Linked by AcacioMartins on Wed 6th Apr 2011 22:13 UTC
GNU, GPL, Open Source In a recent article Thom contributed his opinion to the discussion about the openness of Android that started when Google choose to withhold the source code for honeycomb, here are my 2 cents. In the article the obligations GPL puts on Google are made very clear. This makes it clear that Android is indeed an open-source project. However being open-source and being open aren't always the same thing.
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Touché. And I think it's worth pointing out that analysts and average consumers don't give two sh*ts about any of these degrees of "open-ness." To analysts, open simply means one thing: not a closed ecosystem or, to use the popular term these days, a walled garden.

Compared to Apple and the Mac, people would say Microsoft and Windows are "open". Obviously, the Linux and UNIX communities would take issue with that. But, that's the problem with the false dichotomy implied by calling something either "open" or "closed." On the one hand, it's easy to define the extremes when you have clear examples. Most people would put Apple on the extreme end of the closed side. But where would they put Microsoft?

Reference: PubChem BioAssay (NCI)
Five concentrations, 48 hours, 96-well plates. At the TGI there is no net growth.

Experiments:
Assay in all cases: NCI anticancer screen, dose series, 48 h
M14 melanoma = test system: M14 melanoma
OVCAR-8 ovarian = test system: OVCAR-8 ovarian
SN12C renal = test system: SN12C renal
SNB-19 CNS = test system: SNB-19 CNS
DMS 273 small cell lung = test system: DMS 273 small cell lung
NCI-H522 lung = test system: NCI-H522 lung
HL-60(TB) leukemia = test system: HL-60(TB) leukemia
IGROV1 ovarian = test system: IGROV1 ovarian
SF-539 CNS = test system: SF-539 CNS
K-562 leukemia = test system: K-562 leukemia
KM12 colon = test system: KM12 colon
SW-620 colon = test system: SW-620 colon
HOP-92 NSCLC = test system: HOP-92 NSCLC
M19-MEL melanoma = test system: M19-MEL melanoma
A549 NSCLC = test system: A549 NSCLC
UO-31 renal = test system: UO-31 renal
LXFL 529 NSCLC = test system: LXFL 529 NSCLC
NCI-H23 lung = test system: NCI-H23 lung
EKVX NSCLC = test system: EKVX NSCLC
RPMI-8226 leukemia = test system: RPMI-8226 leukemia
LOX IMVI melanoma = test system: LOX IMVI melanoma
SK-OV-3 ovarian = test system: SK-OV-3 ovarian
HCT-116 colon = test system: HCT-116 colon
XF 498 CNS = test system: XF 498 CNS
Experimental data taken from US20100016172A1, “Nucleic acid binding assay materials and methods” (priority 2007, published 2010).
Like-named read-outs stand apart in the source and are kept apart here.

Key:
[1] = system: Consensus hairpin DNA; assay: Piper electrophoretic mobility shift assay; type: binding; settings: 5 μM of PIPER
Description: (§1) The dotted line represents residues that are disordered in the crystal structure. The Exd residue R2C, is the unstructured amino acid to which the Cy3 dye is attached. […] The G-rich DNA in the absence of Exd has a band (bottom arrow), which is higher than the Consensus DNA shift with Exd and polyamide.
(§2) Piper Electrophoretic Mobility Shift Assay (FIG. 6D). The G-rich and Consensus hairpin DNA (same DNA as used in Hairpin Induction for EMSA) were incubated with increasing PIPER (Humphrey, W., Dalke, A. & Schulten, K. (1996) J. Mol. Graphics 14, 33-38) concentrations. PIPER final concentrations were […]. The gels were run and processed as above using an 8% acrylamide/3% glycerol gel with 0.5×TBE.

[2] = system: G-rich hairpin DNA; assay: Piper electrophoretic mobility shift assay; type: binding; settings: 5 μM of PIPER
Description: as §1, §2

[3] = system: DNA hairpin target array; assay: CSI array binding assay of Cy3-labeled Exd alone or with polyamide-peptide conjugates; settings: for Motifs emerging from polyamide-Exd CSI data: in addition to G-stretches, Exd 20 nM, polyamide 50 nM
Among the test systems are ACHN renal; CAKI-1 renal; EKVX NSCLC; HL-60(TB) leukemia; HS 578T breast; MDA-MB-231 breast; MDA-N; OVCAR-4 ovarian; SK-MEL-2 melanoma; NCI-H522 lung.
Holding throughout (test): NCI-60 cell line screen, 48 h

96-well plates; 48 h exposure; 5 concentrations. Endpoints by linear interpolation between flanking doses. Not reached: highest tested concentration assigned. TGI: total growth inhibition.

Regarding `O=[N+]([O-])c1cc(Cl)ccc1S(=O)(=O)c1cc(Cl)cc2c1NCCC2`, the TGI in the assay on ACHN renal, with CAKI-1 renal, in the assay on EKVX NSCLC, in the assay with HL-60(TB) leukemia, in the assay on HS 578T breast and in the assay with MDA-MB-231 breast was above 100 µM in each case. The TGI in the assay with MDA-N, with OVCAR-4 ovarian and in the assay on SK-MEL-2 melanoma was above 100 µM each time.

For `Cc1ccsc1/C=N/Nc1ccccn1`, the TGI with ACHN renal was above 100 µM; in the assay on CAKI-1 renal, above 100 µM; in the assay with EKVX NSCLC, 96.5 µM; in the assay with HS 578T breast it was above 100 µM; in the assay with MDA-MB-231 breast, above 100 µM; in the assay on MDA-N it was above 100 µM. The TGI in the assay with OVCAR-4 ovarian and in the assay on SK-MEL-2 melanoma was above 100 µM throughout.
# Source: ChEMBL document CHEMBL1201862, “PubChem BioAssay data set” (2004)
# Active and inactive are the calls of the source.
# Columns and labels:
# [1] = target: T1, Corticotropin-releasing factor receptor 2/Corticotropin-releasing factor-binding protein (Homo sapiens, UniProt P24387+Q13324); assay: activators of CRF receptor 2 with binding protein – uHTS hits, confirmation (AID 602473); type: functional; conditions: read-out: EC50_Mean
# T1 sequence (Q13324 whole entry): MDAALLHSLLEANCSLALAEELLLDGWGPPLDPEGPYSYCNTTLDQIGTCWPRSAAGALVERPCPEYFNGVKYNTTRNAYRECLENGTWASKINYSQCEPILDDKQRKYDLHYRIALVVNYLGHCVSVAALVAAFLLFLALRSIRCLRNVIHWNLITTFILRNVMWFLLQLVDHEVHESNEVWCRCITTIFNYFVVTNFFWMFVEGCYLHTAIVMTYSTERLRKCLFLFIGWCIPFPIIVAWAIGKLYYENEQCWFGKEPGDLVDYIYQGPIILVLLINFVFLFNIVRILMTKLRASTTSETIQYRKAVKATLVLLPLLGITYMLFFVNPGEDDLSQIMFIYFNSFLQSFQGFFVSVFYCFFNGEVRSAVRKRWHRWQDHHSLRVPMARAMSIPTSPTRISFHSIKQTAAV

What Google is doing with Android is not unlike what MS does with all its Windows platforms with two key differences:
1. Google releases the source code.
2. Google doesn't charge other companies to license the platform.

These simply were disruptive moves that Google used to gain fast OEM adoption of the platform. That's all the analysts care about as it has driven the Android ecosystem. To average consumers, the primary benefits of openness are greater carrier and handset selection and a less restrictive app marketplace.

However, you easily argue that the result of these moves has been anything but open. Handset makers have created several forks of Android, which--save for the original source released by Google--essentially are like proprietary, device-specific versions of the platform.

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